Spain will obtain a trio of eclipses unprecedented in trendy historical past, between 2026 and 2028 | Science | EUROtoday

Get real time updates directly on you device, subscribe now.

Spain has gained the astronomical lottery. After the whole eclipse that crossed North America on Monday, the eye of astronomers from world wide will deal with the north, south and east of Spain, which is able to obtain three eclipses of the best class in three consecutive years, from 2026 to 2028; The first two can be complete and the final, void. If having the ability to see a complete eclipse passing by way of a location is one thing that usually occurs, at most, as soon as in an individual's life – on common, it takes virtually 400 years for it to occur once more – the coincidence that we are going to see within the subsequent years is unprecedented in trendy historical past.

The expectation can be most on the primary, on August 12, 2026. “It is the next total eclipse in the world, the first in Europe since 1999 and, in addition, Spain is the only country where it can be seen with guarantees,” explains Alejandro Sánchez, a researcher on the Department of Earth Physics and Astrophysics on the Complutense University of Madrid, who within the final 25 years has traveled the world behind this phenomenon and has managed to see six complete eclipses.

After beginning within the Arctic, passing by way of Greenland and touching the western tip of Iceland, the whole eclipse of 2026 will enter the Galician and Asturian coast at 7:30 p.m., in response to present summer season, and can start to be complete for nearly an hour after. The band of totality will cross northern Spain in the direction of the Levantine coast and go by way of the Balearic Islands, simply earlier than dying within the Mediterranean Sea. The National Astronomical Observatory factors out that the whole eclipse will cross quite a few provincial capitals, nevertheless it additionally factors out a disadvantage: “Spain is located at the end of the total eclipse, so it will happen when the Sun is setting, and already very close to the horizon” .

David Galadí, consultant of the Spanish node of the Office for Dissemination of the International Astronomical Union, factors out the 2 difficulties that viewing this eclipse may have: “On the one hand, the totality phase will be short, just under two minutes on the line. of centrality [que marca la duración máxima del eclipse total y pasa muy cerca de Oviedo, Soria o Palma de Mallorca]; and furthermore, as it occurs at a low altitude above the horizon, it will be easy for any obstacle, low clouds or a slight haze to prevent the view of the Sun.”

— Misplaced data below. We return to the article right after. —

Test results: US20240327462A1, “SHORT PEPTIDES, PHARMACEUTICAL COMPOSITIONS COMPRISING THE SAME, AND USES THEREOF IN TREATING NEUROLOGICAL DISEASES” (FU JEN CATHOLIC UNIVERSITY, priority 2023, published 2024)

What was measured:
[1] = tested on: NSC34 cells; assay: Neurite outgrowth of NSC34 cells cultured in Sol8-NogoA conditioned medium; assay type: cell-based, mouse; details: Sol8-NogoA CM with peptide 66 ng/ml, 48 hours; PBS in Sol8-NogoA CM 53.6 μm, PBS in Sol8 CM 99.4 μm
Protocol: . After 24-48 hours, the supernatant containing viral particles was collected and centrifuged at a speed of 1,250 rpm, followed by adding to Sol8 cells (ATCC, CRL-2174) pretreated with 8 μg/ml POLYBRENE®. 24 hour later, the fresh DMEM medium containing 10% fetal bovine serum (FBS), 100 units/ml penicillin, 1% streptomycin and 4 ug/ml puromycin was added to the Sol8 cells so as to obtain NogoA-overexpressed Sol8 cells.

From the Complutense University, Alejandro Sánchez and his team have developed interactive maps that take into account a multitude of factors that affect the visibility of the eclipse at each point it passes through. From the probability of cloudiness or clear skies to areas where it cannot be seen because the Sun will have already hidden behind mountains, trees, buildings or hills when the total eclipse begins. Sánchez hopes that his map will help “to be able to anticipate which locations will be good to contemplate both this and the other large eclipses that will pass through Spain in the coming years.”

The next total eclipse, on the morning of August 2, 2027, will also occur in the middle of summer. But compared to 2026, it will have the advantages that its totality phase will be longer and that it will occur at a higher altitude above the horizon, when the Sun is still rising. In Ceuta, the Spanish point closest to the centrality line, the maximum duration will occur and will reach four minutes and 48 seconds, according to calculations by the National Astronomical Observatory. “In the Iberian Peninsula, Cádiz will have privileged places to observe the total eclipse for more than two minutes,” explains David Galadí. The band of totality also passes through the coast of Malaga, Granada and Almería, but it will be more centered in northern Morocco and, this time, the peak of the eclipse will occur in Egypt, with a total phase of more than six and a half minutes in Luxor, where it will be seen with the Sun at the highest point in the sky.